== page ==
Now, obviously I don't want a smooth point; I need a cusp, because his ear is coming out of his head at this location. So I need to redirect this control handle, and you do that by pressing the Alt key, or the Option key on the Mac, and then you drag from that anchor point, like so, in order to sever the relationship between the two control handles. So now they're going in different directions, and this new one can go in any direction you like, so I'll position it right there. All right, let's drag up his head further still, and I will go ahead and drag from this anchor point until the opposite control handle is in the proper location.
Then I will release, I will press to Control key, or the Command key on the Mac, to access my white arrow tool on the fly, and I'll go ahead and drag this control handle down, so it matches the template once again. All right, I am going to zoom in to 200%, because I've got a couple of tiny anchor point control handle combinations. I will drag from this guy to this location right there. And then I'll drag from here to here, because I am trying to trace along that little divot in his ear. And now we are going to encounter another cusp point.
Here is the other way create it on the fly, so that you don't have to drag twice. You begin dragging, like so, from that anchor point, and you match the angle of the opposing control handle -- that's always what you're looking to do, by the way -- so that you're accurately tracing the top of the ear. Then, when you get that handle in the place, you press and hold the Alt key, or the Option key on the Mac, and now you can move the other control handle independently, but you've got to keep that Alt or Option key down. If you release, like I did, then you are going to end up making the opposite control handle symmetrical once again, and you are going to have to reposition it, like so, and then press the Alt or Option key; this time keep it down, and independently position this control handle here.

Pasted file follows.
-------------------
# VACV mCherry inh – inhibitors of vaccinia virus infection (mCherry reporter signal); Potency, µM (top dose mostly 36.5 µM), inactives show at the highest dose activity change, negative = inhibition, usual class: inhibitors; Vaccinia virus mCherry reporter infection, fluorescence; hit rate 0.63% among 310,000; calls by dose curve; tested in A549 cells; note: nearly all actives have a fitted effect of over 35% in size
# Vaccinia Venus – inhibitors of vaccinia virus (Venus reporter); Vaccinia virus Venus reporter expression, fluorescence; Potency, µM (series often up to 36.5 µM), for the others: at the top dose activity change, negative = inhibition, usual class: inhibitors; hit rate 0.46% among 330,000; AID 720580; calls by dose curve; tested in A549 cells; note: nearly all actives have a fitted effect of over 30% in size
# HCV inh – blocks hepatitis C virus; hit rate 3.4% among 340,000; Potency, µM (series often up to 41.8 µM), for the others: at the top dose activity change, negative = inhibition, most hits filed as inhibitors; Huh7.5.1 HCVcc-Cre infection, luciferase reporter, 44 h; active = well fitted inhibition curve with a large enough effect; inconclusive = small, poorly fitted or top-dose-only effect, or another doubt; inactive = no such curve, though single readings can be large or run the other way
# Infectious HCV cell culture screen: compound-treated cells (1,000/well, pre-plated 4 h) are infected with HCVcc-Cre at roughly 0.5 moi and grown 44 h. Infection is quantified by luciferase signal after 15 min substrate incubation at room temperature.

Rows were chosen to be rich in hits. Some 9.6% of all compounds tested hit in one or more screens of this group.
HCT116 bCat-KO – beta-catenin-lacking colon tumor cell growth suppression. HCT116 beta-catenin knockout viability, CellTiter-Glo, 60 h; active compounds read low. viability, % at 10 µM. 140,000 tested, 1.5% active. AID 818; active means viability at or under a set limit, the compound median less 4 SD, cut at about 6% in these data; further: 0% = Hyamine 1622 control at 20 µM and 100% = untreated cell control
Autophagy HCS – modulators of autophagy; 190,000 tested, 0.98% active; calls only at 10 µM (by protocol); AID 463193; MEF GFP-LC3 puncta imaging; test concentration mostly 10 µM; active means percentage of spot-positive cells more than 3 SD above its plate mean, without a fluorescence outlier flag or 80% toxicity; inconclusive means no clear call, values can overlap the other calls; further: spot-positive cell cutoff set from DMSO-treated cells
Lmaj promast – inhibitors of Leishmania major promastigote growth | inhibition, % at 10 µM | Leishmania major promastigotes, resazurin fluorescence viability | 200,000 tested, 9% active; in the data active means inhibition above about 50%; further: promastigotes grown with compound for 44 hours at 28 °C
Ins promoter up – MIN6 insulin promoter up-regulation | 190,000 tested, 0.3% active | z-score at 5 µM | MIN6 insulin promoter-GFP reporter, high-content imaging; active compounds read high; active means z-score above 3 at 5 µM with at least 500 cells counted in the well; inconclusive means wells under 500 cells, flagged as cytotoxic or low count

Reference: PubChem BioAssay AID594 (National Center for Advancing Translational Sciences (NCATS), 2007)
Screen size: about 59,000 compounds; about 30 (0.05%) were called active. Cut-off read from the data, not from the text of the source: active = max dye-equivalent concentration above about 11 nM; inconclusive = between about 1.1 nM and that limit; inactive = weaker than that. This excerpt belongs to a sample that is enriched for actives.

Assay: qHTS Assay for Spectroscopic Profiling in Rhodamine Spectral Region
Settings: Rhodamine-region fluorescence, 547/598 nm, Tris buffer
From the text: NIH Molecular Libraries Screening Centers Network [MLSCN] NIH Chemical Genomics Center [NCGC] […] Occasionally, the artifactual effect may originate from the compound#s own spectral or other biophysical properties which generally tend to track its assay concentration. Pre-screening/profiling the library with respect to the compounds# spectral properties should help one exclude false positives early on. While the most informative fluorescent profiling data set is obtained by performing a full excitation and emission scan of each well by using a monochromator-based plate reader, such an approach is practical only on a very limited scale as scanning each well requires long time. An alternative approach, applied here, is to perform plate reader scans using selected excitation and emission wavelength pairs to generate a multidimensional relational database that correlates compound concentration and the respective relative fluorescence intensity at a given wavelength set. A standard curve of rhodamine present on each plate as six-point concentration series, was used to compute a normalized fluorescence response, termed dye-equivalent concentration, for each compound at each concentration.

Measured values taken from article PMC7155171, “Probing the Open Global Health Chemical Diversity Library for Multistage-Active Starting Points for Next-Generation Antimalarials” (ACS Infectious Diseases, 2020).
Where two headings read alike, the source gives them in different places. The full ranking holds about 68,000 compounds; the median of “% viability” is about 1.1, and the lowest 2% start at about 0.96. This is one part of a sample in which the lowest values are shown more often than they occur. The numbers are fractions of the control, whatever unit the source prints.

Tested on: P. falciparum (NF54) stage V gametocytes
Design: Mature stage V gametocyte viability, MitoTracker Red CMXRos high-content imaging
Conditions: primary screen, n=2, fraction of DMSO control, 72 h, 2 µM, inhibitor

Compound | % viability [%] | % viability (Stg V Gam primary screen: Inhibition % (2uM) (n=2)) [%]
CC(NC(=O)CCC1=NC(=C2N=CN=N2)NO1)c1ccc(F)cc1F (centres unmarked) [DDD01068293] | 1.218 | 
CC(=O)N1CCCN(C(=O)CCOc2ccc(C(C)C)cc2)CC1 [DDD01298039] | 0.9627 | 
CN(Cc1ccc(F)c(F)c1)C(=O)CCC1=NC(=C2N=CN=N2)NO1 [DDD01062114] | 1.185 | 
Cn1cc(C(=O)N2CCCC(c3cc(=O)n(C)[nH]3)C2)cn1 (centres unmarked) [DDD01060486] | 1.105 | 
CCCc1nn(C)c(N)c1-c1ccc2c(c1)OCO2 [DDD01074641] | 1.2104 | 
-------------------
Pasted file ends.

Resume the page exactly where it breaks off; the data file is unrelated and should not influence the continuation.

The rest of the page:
All right, now let's go ahead and scroll up, and we've got another point that we need to create out here in the pasteboard. So I will go ahead and click and drag, like so, up here, because we need to trace all the way around his head. And I am pressing the Shift key as I drag to constrain the angle of my control handle lever to exactly vertical. And when you have the Shift key down, it can be any multiple of 45 degrees, so either vertical, horizontal, or diagonal; all right. I want it to be vertical, however. I really don't want to invoke an auto-scroll, which I will get if I continue to drag upwards, so I am just going to go ahead and release.
And then I will press and hold the Control key, or the Command key on the Mac, and I will drag this bottom control handle down, like so. And again, I am pressing the Shift key to constrain the angle of my drag to exactly vertical, and I end up getting this result here. All right, so that's how you create cusp points in Photoshop, as well as how you make use of the Rubber Band function. In the next movie, I will show you how to establish points out here in the pasteboard.